Warrantless wiretaps get 5-year extension
Federal intelligence agencies can now eavesdrop on communications inside the United States involving foreign citizens without the need of a specific warrant for each case until Dec. 31, 2017.
On Dec. 30, 2012, President Obama signed the Foreign Intelligence Surveillance Act Amendments Act Reauthorization Act of 2012 into law, adding five more years to the U.S. surveillance and wiretapping authority under existing oversight from a special court.
Sen. Dianne Feinstein (D-Calif.), the chairman of the Intelligence Committee, said the legislation is needed by the intelligence community and that it contains strong privacy protections--an area of contention for the bill, including in a Supreme Court case filed by the American Civil Liberties Union.
Feinstein told The Washington Post that electronic surveillance played a role in many of the 100 arrests related to terrorist plots over the past four years.
The bill calls for a blanket approval issued once each year by the Foreign Intelligence Surveillance Court which must check the government's targeting procedures and privacy protections. The bill also provides retroactive and ongoing immunity for telecommunication companies that assist with the wiretapping program.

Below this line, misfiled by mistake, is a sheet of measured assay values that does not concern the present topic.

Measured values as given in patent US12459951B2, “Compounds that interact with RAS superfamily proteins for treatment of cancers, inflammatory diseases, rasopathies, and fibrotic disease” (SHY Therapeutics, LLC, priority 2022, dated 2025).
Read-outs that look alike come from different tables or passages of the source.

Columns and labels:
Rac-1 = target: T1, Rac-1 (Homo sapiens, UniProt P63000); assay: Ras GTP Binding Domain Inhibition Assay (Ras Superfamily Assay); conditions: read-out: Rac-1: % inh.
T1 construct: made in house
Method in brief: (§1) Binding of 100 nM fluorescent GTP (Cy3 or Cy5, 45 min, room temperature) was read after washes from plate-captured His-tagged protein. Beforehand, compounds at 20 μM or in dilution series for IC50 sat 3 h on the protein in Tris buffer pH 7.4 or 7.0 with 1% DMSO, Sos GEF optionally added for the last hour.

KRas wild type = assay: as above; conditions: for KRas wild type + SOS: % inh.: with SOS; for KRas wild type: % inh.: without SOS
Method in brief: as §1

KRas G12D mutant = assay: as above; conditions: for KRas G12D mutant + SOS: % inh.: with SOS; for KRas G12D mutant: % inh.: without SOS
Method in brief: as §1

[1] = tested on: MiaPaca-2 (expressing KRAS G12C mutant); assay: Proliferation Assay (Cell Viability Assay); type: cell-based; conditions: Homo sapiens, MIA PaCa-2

Sen. Ron Wyden (D-Ore.) expressed concern over the blanket approval and said during debate on the bill that senators and the American public should be told "whether the government has ever taken advantage of this backdoor search loophole and conducted a warrantless search for the phone calls or e-mails of specific Americans."
During debate on the bill (H.R.5949), Wyden's amendment requiring the director of national intelligence to provide a report on any citizens whose communications were intercepted did not pass, nor did three other amendments that contained new safeguards.